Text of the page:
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Windows 7: Software to help SSD Boot Drive?

22 Sep 2011   #1
vRisen

Windows 7 64-Bit
 
 
Software to help SSD Boot Drive?

Does anyone know if there is a software that automates the things you would otherwise need to do manually to save space on an SSD boot drive?

I've already gotten several BSOD's and needed to reinstall the OS when attempting to make a joint link between several large folders that I do not want on my 40GB SSD Boot Drive. Windows itself takes up about 50% of the drive leaving very little space for games. I would have bought a larger capacity SSD when I first built my PC but that was when I did not know that I would have problems with windows files and SSD space.

So far, I need to get the pagefile, user directory, and the winsxs folder over to my larger hard drive because those directories do not need the speed that an SSD outputs. I've successfully linked the pagefile directory to the storage drive in the past, but I'm stuck with problems when attempting to make a link between other folders.

It would be nice if the directory locations were stored in the registry for easier access, so that I could just move the folder and edit the registry.


My System SpecsSystem Spec
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22 Sep 2011   #2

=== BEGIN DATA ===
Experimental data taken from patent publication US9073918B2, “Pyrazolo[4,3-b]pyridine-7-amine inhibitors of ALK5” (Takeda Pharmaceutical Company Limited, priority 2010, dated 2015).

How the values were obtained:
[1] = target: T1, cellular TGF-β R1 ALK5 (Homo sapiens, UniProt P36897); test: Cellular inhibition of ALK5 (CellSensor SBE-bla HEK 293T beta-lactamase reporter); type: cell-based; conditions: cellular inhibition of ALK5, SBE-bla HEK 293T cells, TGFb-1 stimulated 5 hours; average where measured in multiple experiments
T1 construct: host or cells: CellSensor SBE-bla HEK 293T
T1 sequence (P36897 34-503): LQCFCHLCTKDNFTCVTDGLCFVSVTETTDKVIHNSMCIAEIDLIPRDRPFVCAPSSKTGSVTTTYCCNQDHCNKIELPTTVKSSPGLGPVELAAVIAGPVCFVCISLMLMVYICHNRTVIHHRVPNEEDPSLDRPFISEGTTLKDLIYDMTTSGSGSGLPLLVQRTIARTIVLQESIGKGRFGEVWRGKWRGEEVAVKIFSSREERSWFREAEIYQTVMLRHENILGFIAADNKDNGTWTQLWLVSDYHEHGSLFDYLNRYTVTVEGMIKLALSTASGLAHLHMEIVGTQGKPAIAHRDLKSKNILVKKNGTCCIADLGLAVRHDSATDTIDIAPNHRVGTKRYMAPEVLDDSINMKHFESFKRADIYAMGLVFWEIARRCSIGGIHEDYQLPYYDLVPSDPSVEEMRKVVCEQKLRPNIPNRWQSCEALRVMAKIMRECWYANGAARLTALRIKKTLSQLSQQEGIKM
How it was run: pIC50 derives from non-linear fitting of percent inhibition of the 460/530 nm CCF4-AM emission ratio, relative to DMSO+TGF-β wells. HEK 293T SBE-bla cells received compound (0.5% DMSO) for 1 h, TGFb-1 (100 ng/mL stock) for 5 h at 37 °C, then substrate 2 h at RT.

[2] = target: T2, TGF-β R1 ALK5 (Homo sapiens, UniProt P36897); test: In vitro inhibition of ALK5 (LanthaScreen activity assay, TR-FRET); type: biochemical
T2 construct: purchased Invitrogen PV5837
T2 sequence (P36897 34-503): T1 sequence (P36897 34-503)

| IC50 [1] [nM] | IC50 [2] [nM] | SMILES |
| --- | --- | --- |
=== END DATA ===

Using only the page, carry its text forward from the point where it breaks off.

logicearth

Windows 10 Pro (x64)
 
 

DO NOT MOVE WINSXS. Understand this, moving WinSxS will not help anything, everything hardlinks out of WinSxS moving it just duplicates data without saving space. Below the screenshot shows notepad in 4 locations. However, they all point to the same physical bytes on the HDD.


Attached Images
Software to help SSD Boot Drive?-untitled.png 
My System SpecsSystem Spec
22 Sep 2011   #3
vRisen

Windows 7 64-Bit
 
 

Quote   Quote: Originally Posted by logicearth View Post
DO NOT MOVE WINSXS. Understand this, moving WinSxS will not help anything, everything hardlinks out of WinSxS moving it just duplicates data without saving space. Below the screenshot shows notepad in 4 locations. However, they all point to the same physical bytes on the HDD.
I tried making a junction with the winsxs folder about a week ago, it didn't work out too well.

I just want to be able to force it to install its duplicates on my 2TB hard drive, not my SSD. :|
My System SpecsSystem Spec
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22 Sep 2011   #4
logicearth

Windows 10 Pro (x64)
 
 

...*sigh* forget it. I guess I should have bolded "DO NOT MOVE WINSXS" and givin a lecture on the fundamentals of hardlinks.
My System SpecsSystem Spec
22 Sep 2011   #5
Wishmaster

Windows 7 Home Premium 64bit
 
 

I have a 40GB SSD as a main drive as well, and its plenty of space.

I agree with LogicEarth. Moving the WinXS is a really bad idea.
It also defeats the entire purpose of using the SSD as a boot drive.

Try this instead.


1) Do you use the hibernate feature?

If not, disable it.
Hibernate - Enable or Disable
This will save a large amount of space.

2) Set a static Pagefile on the SSD as 500MB min and max.
Next, create a sytem managed Pagefile on your mian HD.
***Please Note*** Do NOT disable it.
The Pagefile is best left on the SSD. However, for smaller boot drives, space may be a issue. In this case moving it will help free up space.

Beyond that, moving your USER folders to another drive is a good idea.